Joseph of Arimathaea

by the Rev. Charlie Dupree

As I write this Weekly Chapel (August 1), the church celebrates the feast of Joseph of Arimathaea.

Joseph was the guy who, after Jesus had been crucified, went to Pilate and asked if he could take down the body of Jesus. We learn in Luke’s gospel that Joseph was a “good and upright man, who had dissented from their policy and the action they had taken” regarding the verdict to crucify Jesus (Luke 23:50).

What do we learn from this feast day, and from Joseph – the person – it celebrates? I learn a lot from Joseph. If he were alive, I think we’d hang out.

Right now, though, as we are hearing a lot about powerful people in our national landscape, I learn a little bit about leadership. Joseph didn’t go along with the crowd. He had a different perspective. I also learn from Joseph that, in the end, he used that power to give Jesus a slightly more dignified death than would have been afforded him had Joseph not stepped up. After all, Joseph had to be pretty powerful to approach Pilate and make such a big ask, right? “May I have the body of Jesus, the man you crucified, so that I can do the right thing by him?” (my paraphrase).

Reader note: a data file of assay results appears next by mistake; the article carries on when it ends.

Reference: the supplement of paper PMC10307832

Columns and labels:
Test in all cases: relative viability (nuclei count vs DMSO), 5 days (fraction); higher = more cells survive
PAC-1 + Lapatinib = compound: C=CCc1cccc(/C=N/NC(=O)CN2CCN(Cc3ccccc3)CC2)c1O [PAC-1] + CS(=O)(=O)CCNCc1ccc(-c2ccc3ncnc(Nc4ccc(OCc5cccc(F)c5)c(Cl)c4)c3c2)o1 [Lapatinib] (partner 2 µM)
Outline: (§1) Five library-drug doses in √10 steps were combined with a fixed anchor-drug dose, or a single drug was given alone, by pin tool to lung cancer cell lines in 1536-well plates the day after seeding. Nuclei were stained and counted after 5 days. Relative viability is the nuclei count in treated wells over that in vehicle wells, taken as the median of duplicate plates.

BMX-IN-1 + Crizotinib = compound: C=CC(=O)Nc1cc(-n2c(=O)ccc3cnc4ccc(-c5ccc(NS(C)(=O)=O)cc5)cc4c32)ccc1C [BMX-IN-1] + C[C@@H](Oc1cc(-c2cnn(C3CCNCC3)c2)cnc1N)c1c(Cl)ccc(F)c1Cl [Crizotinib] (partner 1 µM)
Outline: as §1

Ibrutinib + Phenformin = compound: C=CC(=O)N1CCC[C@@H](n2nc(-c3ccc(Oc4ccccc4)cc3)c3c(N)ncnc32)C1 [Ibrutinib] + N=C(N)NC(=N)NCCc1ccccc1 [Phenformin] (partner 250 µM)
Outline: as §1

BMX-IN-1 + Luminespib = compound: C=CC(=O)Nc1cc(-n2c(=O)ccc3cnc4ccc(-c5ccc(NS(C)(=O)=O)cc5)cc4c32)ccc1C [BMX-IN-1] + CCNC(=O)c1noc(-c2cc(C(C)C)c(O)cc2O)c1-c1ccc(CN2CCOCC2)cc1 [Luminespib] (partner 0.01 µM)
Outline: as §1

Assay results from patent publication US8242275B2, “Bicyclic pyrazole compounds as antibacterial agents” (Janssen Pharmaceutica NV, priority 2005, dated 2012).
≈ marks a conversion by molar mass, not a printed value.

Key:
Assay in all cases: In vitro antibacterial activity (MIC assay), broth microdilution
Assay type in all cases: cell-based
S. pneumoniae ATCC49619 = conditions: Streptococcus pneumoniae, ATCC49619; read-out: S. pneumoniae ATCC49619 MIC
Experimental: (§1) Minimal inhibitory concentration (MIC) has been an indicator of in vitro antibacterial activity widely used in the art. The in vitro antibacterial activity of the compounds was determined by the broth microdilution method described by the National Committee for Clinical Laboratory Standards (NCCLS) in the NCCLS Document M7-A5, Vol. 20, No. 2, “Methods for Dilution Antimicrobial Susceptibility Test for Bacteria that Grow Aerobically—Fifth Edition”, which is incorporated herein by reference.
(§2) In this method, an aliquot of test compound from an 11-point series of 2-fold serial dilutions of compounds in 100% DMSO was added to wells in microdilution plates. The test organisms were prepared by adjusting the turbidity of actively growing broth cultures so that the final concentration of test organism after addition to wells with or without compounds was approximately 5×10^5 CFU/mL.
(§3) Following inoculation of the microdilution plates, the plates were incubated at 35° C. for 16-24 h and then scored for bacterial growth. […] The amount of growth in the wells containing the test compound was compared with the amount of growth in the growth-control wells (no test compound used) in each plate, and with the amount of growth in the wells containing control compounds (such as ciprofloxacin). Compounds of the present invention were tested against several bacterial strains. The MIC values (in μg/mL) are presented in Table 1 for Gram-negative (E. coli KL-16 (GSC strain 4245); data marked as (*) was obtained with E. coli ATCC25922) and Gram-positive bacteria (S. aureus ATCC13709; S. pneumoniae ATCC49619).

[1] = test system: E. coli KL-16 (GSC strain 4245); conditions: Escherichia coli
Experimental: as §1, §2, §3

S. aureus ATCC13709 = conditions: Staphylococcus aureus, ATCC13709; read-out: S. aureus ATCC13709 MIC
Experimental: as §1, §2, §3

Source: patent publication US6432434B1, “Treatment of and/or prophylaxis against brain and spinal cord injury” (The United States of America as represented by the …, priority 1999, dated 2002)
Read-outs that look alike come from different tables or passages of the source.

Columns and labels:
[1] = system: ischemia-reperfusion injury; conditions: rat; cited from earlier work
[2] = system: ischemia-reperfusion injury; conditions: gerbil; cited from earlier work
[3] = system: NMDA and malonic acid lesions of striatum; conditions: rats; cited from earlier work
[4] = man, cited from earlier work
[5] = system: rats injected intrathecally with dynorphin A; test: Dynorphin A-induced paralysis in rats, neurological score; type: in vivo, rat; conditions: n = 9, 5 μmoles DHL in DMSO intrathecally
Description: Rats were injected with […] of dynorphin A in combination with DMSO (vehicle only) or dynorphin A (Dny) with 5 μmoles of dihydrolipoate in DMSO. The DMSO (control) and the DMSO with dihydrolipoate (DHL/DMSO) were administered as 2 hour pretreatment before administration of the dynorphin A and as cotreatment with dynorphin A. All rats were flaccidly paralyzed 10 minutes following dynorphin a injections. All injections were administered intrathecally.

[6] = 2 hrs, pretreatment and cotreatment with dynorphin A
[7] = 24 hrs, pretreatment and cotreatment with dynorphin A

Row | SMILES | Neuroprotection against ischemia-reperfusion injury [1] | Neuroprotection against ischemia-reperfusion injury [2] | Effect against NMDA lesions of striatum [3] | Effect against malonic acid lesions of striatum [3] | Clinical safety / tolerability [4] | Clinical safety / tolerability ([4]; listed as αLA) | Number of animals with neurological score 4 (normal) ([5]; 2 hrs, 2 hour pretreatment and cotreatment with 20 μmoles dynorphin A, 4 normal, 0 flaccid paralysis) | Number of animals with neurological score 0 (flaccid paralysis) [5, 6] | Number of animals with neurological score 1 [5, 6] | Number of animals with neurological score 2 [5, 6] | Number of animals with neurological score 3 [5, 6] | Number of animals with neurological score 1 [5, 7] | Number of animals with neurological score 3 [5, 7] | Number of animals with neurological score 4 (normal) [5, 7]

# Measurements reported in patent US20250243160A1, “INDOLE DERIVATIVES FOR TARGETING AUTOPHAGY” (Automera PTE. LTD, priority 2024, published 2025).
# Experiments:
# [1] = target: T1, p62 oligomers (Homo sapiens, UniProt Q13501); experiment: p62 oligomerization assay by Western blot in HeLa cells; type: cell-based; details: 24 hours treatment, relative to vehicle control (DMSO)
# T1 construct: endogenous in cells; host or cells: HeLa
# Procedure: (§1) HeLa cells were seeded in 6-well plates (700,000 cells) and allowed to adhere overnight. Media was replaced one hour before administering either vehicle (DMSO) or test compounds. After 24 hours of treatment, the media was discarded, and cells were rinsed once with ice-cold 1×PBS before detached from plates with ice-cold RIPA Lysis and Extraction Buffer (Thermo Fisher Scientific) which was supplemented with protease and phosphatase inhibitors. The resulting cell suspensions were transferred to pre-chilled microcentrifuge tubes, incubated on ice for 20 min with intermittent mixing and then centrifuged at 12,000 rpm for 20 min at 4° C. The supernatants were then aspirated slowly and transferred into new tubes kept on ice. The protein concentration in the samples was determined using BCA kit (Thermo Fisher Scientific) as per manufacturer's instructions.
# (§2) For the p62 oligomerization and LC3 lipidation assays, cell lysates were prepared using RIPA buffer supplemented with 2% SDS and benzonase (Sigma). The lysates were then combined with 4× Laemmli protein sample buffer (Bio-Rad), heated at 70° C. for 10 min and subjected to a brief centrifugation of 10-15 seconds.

It’s easy to think that Jesus was only surrounded by the weak and the poor. But Joseph is probably neither poor nor weak. In fact, he seems to be pretty confident and had some resources. The witness of Joseph is that he, too, was captivated by Jesus. “There’s something about this Jesus,” Joseph of Arimathea might have thought. Joseph is a witness that even the powerful were drawn into Jesus’s orbit of inclusivity, justice, and all-embracing love.

May God bless all of us, and our leaders – the weak ones and the powerful ones – with insight, knowledge, wisdom, and skill.

See you in church,

Charlie+ (he/him)